illegitimate infant is sought for, and, if found, is required to fur-
nish it support. The mother is held to her task. If the parents
cannot be found, or if they die, or become wholly unfit for the
office of education the State assumes the place of parent, but
transfers the neglected child to a new home. When the parents
have not abandoned a child and claim their natural rights of cus-
tody they are entitled to a hearing, but not to a jury trial, since
it is not of the nature of a criminal proceeding.

Private institutions may be recognized as moral persons and
clothed with the powers of legal guardians. Such institutions
have no more control than the laws give them, and they may
be and often are subjected to State supervision and control.

The States go further in their care of children in such matters
as compulsory attendance at school and prohibition of such pre-
mature labor as interferes with the growth and education of the
young person. While parents are free to send their offspring
to a private or parochial school if they choose to do so at their
own expense, the States generally provide free instruction for
all, and many of them make attendance on some school for a
certain minimum period obligatory.

Parental Schools. — The law in some States goes still further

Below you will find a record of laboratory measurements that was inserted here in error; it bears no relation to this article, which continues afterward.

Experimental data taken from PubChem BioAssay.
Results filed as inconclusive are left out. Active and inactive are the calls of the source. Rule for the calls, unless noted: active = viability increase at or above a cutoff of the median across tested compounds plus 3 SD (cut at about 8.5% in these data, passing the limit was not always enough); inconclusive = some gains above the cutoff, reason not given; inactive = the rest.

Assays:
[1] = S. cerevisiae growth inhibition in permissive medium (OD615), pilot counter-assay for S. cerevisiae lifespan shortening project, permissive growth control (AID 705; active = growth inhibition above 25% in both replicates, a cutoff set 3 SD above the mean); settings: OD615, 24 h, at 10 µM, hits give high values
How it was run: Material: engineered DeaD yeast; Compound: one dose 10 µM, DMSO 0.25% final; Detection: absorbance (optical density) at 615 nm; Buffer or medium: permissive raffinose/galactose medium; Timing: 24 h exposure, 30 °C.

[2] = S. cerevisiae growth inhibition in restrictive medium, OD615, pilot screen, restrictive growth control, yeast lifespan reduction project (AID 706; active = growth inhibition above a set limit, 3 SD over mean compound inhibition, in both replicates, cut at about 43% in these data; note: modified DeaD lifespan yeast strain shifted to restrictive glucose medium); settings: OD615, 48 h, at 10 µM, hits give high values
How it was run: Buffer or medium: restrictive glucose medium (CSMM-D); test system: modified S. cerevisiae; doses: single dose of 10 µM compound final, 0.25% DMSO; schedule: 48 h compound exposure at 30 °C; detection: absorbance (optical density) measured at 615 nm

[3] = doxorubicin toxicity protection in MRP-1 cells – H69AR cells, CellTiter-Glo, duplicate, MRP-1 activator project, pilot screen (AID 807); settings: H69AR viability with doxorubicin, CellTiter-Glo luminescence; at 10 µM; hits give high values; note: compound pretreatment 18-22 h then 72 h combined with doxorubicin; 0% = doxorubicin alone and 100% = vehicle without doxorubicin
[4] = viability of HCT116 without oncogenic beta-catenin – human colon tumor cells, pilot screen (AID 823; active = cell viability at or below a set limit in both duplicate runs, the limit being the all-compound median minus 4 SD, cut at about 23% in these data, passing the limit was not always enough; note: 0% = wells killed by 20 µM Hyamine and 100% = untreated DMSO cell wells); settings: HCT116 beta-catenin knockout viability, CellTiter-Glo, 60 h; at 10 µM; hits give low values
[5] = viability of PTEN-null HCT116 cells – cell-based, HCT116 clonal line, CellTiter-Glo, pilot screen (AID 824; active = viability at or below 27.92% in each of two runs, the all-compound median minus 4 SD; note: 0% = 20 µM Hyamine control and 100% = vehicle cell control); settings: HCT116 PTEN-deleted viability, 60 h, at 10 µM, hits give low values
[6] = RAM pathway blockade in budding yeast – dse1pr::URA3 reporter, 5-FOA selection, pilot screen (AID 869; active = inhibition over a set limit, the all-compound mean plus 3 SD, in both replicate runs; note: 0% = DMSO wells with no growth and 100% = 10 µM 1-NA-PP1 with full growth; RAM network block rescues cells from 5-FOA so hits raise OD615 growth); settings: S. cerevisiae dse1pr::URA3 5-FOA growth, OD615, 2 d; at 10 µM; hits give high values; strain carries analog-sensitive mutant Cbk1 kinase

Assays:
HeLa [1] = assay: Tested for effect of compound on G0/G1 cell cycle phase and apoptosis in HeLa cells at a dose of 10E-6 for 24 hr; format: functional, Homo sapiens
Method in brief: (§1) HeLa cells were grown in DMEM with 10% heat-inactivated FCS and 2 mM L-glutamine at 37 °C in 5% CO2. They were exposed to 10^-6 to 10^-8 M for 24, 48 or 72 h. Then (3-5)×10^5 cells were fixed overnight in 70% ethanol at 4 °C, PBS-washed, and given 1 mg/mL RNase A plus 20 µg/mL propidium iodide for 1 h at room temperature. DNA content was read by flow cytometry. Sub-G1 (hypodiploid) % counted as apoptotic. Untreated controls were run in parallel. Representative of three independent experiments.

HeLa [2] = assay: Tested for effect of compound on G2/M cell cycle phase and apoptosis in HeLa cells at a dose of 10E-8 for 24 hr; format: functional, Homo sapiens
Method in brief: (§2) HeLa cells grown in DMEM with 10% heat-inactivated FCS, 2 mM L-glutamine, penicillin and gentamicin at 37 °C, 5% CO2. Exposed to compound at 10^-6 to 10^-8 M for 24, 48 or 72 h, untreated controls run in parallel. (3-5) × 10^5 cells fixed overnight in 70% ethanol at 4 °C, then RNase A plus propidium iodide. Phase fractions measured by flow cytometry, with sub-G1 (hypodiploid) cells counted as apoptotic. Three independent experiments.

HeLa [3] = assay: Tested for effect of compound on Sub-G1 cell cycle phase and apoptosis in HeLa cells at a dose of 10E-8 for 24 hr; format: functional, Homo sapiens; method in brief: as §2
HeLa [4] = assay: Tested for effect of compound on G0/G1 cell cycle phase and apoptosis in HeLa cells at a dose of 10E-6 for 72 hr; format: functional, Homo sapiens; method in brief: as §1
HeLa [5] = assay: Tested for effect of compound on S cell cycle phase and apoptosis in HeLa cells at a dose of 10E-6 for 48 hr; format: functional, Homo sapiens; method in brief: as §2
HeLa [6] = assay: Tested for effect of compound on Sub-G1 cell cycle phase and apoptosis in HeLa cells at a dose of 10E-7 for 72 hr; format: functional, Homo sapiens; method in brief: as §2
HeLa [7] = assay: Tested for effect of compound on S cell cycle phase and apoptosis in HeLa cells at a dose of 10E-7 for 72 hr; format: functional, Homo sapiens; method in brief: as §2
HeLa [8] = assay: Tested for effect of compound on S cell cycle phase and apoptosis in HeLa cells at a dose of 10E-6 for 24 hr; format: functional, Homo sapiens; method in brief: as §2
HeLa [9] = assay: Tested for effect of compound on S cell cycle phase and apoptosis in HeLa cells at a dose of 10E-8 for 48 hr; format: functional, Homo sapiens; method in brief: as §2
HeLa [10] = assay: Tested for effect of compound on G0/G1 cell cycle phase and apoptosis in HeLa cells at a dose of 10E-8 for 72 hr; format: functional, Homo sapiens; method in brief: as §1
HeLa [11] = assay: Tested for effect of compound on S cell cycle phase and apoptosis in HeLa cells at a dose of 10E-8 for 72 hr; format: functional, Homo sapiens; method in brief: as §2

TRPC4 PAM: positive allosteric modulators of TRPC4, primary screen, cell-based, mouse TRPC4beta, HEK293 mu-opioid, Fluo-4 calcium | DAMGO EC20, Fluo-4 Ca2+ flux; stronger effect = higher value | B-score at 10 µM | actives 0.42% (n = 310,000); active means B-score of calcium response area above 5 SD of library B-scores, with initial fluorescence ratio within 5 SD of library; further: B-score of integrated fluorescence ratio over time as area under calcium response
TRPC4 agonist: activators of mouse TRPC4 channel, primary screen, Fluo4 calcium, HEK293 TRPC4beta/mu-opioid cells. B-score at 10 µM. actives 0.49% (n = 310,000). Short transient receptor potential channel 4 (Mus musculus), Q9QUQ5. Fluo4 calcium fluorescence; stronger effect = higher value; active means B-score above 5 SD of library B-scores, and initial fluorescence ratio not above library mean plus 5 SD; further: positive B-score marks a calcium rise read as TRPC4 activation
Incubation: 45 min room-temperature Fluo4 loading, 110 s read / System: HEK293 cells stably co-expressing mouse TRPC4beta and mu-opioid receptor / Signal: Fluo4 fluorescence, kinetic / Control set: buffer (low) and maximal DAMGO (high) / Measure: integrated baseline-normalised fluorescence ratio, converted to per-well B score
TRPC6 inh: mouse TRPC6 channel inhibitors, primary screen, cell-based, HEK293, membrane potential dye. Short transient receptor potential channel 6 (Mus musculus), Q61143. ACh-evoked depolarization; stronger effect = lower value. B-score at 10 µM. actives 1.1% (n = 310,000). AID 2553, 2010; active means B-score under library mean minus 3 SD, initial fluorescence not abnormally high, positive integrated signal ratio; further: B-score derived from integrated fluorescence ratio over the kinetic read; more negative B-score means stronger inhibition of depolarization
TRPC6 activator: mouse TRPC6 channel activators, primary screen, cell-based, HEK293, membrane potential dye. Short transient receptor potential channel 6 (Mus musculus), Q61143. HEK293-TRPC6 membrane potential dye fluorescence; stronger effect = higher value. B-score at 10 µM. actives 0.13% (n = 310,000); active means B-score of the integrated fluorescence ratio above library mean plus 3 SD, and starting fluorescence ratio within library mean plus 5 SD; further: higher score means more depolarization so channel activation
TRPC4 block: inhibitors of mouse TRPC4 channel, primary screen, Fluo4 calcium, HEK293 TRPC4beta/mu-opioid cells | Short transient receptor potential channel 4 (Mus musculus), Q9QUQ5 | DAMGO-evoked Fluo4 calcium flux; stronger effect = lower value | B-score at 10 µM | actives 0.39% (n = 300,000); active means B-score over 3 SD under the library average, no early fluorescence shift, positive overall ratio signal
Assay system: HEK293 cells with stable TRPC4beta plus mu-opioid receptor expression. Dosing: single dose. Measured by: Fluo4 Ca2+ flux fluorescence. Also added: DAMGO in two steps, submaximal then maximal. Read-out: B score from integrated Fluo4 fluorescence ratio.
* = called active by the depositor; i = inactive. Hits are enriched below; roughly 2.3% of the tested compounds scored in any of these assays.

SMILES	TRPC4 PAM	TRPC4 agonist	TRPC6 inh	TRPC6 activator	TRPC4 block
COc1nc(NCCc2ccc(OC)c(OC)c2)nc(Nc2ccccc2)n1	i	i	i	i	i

and provides special schools for children whose parents are un-
able to control them and secure their attendance in the public
schools. Various devices have been tried. In some cities special
rooms or buildings are set apart for unruly and truant pupils, and
special methods are used for interesting, influencing and bringing
them under control. The children live at home, are looked after
by special officers of the police or schools, and are rewarded for
good conduct by permission to return to their places in the ordi-
nary school rooms.

But when more close watchcare is necessary for discipline
and training the unruly child may be sent to a "parental" school,




as in Massachusetts and Illinois, where he is boarded, taught and
trained for several months, until he seems ready and willing to
take his proper place at home and in school.

L. Care of Youth from 12 to 18.^ — This topic is not confined
to the care of the wayward youth, but suggests for consideration
the treatment of all youth who have been deprived of, or who
have lost all opportunities for self-cultivation and expression ;
those who have never had a hope nor a desire satisfied ; who have
never known the support of another's interest; but whose ambi-
tions have died from lack of the friendly counsellor; whose paths
upward have been more difficult and less inviting than the ones
downward ; those whom we have misunderstood and allowed
society to maltreat. Until a few years ago the only attempt that